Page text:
It finally feels like Spring is here, after the last few months of named storms colliding with each other, we have had some fine weather to get out on about. Karl While and his daughter, Ruby, did just that; they were out over the weekend on our woodland in Pallasgreen Co Limerick erecting ‘Bug Hotels’.
A bug hotel is a wildlife refuge for insects, solitary or lone bees and wasps to lay eggs, hibernate and hide from other predators. Ultimately the purpose of this is to increase pollination by providing additional habitat for pollinators. Our pollinators have had a tough time in recent years with the destruction of hedgerows, intensification of agriculture and urban sprawl to name but a few of the challenges.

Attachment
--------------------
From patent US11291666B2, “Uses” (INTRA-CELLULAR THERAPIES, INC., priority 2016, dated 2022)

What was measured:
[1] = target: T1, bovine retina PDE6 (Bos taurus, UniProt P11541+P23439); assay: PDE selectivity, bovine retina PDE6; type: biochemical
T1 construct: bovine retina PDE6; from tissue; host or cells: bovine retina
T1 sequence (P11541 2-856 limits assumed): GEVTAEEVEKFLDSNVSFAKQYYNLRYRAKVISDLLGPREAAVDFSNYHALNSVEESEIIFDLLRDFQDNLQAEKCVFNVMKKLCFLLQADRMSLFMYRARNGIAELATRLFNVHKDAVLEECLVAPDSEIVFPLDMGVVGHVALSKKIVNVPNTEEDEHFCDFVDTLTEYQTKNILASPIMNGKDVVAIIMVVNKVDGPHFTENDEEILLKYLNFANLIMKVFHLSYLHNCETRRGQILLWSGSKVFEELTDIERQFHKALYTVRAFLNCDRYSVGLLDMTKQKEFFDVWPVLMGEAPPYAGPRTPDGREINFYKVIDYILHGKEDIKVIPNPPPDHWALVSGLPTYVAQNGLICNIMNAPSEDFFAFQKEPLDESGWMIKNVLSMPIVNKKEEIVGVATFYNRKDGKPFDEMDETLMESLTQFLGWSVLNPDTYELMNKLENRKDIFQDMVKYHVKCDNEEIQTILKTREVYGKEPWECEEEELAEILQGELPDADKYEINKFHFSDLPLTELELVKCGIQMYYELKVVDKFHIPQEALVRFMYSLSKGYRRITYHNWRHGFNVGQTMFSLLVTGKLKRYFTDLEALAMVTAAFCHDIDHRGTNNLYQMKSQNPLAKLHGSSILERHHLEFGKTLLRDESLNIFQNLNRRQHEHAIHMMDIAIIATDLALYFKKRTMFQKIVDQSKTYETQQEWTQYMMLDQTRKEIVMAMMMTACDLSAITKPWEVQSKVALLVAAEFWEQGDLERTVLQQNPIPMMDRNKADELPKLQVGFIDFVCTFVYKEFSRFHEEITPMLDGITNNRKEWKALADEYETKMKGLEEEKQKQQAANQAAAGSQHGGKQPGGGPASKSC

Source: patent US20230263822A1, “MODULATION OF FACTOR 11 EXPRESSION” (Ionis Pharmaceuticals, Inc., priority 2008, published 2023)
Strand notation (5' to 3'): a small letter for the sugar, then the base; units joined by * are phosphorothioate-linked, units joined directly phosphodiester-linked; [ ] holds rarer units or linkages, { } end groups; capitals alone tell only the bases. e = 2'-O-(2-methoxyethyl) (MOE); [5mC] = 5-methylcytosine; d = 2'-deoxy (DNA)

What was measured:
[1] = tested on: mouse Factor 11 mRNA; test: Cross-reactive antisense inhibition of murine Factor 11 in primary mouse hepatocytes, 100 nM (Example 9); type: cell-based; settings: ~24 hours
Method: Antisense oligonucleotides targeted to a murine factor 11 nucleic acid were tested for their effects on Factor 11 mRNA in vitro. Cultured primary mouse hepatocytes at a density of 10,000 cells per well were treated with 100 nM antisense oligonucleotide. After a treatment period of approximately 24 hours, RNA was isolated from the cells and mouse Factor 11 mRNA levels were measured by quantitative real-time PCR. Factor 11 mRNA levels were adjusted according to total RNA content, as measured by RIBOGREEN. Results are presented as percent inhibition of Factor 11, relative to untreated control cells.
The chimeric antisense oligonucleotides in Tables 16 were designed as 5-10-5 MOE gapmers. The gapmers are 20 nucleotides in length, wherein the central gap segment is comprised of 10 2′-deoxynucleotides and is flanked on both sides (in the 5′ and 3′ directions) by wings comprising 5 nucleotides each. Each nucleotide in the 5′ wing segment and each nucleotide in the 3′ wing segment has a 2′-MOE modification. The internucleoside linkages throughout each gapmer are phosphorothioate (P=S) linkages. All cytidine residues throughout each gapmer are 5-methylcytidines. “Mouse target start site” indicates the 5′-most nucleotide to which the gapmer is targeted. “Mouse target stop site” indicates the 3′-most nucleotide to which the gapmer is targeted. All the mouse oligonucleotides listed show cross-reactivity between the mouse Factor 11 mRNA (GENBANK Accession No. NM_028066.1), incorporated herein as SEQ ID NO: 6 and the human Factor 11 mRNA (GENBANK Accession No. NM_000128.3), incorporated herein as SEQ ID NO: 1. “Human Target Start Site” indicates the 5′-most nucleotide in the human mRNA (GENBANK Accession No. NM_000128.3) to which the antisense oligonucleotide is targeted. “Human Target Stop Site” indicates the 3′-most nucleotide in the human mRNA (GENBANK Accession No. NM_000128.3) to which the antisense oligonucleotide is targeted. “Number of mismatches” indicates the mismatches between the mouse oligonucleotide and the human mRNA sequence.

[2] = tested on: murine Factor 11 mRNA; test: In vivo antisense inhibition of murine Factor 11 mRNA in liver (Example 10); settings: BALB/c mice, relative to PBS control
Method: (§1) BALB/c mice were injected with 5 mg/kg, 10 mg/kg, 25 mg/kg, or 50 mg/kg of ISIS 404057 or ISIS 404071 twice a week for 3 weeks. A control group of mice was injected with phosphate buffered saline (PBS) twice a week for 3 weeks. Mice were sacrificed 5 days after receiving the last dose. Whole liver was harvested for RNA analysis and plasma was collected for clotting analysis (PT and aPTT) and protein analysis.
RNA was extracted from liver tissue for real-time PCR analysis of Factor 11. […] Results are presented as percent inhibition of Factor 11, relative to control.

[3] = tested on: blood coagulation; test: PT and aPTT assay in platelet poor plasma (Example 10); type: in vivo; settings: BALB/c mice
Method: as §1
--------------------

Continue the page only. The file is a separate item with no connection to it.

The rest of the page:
According to Biodiversity Ireland (https://biodiversityireland.ie)
- There are 20,000 recorded bee species in the world. 5% of these are honey bees and 95% are solitary bees like the Ashy mining bee or hairy footed flower bee.
- In Ireland we have 97 species of bee and 76 of these are solitary bees.
- Of the 100 crops that provide 90% of the world’s food supply, 71 are pollinated by bees.
- In Europe, 84% of the 264 crop species are animal pollinated and 4,000 vegetable varieties exist thanks to pollination by bees (UNEP, 2010).
Looking to build your own ‘Bug Hotel’? There are lots of good websites that will give plenty of ideas and direction, such as the RSPB Wildlife website (https://www.rspb.org.uk/get-involved/activities/nature-on-your-doorstep/garden-activities/build-a-bug-hotel/)